Are Village Officials in Summit misusing taxpayer dollars? - FOX 32 News Chicago

Are Village Officials in Summit misusing taxpayer dollars?

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CHICAGO (FOX 32 News & Better Government Assoc.) -

If you find yourself needing a loan, you'd probably go to a bank.

However, Village Officials in Southwest Suburban Summit found another way to get some fast cash -- from taxpayers.

FOX 32 News and the Better Government Association found the top Village Administrator in Summit gave himself a cash advance on his salary, then abruptly resigned after we started asking questions about it.

FOX 32's Dane Placko asked Summit Mayor Joseph Strzelczyk, "What did you know about these loans?"

He responded, "Talk to our attorney, and he makes a heck of a lot more money probably than you or I do."

Strzelczyk has been Mayor of Summit for nearly two decades. His brother was Mayor before him and his brother's son, Chet Strzelczyk, served as Summit's Village Administrator making about $85,000 a year -- until he suddenly resigned last week.

So, why did the Mayor's nephew quit?

It started with a phone call from the Better Government Association asking whether Strzelczyk and others had received cash advances on their salary.

"He denied that he had gotten anything, or that any staff members had gotten anything," said Bob Herguth of the BGA.

So, Herguth filed a Freedom of Information request with the village.

"And lo and behold, the Village Administrator, Chet, had indeed received a loan, as it was termed, on village documents," Herguth said.

In 2013, Strzelczyk wrote up an informal loan document giving himself a cash advance of $2,800 on his salary -- to be paid back at $200 a week through the remainder of the year.

Strzelczyk signed as the borrower and had his assistant sign as the lender.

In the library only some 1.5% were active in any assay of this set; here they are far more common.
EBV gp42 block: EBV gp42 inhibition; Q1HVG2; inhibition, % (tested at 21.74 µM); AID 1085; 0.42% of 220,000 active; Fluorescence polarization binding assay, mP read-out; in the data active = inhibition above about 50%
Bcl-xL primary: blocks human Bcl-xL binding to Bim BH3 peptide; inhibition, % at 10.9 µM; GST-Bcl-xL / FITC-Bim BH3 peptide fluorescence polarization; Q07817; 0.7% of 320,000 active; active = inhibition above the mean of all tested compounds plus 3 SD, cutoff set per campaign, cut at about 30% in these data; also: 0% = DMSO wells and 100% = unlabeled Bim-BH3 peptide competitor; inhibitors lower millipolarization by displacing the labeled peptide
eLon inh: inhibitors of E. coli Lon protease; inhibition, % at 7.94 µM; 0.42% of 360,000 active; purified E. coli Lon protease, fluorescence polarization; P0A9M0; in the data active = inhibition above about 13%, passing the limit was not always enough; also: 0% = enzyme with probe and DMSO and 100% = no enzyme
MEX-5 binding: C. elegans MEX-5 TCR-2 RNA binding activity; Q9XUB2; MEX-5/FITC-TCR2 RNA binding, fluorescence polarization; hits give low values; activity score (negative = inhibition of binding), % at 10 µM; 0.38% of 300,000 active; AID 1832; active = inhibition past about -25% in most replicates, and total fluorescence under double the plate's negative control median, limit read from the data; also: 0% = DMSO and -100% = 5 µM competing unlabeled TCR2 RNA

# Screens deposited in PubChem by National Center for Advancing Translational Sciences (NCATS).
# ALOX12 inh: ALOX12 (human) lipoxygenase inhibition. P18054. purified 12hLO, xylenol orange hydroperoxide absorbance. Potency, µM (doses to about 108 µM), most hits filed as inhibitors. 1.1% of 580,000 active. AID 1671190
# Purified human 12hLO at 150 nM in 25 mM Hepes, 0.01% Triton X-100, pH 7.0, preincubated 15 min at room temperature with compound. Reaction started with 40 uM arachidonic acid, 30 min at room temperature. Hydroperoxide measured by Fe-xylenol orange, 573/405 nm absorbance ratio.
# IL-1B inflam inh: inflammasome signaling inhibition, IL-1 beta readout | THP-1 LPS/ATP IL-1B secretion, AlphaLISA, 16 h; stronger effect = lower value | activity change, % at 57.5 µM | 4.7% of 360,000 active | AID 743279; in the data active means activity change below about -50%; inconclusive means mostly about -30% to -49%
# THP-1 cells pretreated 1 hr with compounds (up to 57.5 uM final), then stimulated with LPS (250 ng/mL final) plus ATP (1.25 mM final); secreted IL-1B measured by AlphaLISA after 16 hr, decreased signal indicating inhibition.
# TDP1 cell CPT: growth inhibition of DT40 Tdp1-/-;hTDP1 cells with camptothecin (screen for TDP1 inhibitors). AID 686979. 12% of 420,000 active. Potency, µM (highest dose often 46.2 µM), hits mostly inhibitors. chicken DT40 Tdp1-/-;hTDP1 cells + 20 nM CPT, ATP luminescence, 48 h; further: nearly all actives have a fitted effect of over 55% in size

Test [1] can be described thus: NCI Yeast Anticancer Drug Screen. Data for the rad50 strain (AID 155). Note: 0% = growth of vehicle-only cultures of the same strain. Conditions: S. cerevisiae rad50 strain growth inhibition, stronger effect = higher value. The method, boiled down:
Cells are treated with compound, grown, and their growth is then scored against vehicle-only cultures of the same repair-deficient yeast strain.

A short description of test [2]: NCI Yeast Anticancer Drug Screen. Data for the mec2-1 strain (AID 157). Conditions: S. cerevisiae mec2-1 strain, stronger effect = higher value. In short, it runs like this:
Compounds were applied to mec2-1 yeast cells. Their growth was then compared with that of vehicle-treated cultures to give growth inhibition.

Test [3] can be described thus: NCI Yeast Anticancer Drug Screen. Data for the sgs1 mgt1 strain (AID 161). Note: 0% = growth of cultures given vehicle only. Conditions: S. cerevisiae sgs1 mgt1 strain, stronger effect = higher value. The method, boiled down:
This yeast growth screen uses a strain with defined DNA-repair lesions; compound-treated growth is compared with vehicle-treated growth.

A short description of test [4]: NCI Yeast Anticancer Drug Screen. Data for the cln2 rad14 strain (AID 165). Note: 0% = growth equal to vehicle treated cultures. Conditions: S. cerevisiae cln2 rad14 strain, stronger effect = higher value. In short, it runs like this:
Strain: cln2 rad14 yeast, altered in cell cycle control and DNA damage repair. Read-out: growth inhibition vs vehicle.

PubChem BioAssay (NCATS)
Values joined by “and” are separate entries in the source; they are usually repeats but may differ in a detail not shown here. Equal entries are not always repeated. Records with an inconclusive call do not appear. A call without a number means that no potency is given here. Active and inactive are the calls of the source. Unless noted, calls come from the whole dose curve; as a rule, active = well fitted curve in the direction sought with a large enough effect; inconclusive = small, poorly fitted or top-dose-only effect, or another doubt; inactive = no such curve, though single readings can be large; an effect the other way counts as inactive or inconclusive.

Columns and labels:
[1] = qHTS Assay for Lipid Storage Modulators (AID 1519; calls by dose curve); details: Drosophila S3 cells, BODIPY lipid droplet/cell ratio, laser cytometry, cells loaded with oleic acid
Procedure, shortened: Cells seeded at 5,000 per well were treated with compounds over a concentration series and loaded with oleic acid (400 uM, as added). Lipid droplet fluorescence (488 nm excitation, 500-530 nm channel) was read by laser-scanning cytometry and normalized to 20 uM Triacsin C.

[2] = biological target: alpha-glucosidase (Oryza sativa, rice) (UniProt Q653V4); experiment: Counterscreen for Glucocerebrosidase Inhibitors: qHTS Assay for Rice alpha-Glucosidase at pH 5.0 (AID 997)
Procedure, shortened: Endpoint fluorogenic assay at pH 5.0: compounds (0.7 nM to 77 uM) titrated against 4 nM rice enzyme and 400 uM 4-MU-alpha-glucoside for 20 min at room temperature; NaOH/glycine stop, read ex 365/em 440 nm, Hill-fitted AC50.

"Apparently it was interest free. Apparently the village board did not know about it. And apparently the village board should have known about it and approved it. You can't just unilaterally give yourself a loan with taxpayer money. And that's what it appears occurred here," Herguth added.

But Strzelczyk wasn't the only Village Official getting a payday loan at the taxpayer's expense.

“I hope it was okay because it wasn't anything I thought I was doing wrong," said Summit Village Trustee Tyrone Modiest.

Modiest received two separate salary advances of $3,000 each. Again, Strzelczyk signed the loan forms, but this time as the lender.

"Well I did this because I was trying to get a refinance and get a home modification for my house and stuff like that," said Modiest.

Placko responded, "So you asked the Village Administrator?"

"I needed somebody to get out of debt, you know," Modiest added.

Last week, the Village Board held a special meeting and accepted Strzelczyk's resignation, with his Uncle -- the Mayor -- reading the letter.

"Well as I said, talk to the attorney," Strzelczyk reiterated.

Placko responded, "Did you know? Did you approve it? You're the mayor."

"For the third time you asked me and the third time I told you talk to our attorney," Strzelczyk added.

Later, a spokesman for the Mayor released the following statement:

"I have ordered an audit to accurately identify the extent of this practice under the former village manager... I don't believe the intent was to harm the public's interests but rather to help people... Clearly the practice is wrong."

"Times are tough. We don't begrudge people that. I understand that. But taxpayers are not a bank. You work for the taxpayers. Their money is not your money,” Herguth said.

It appears both Strzelczyk and Modiest paid back their loans. FOX 32 also learned the Village of Summit gave another type of loan to Trustee Steve Memishi -- allowing him to use the village's health insurance if he paid for it.

Memishi fell behind on the payments, and now owes summit taxpayers more than $17,000.

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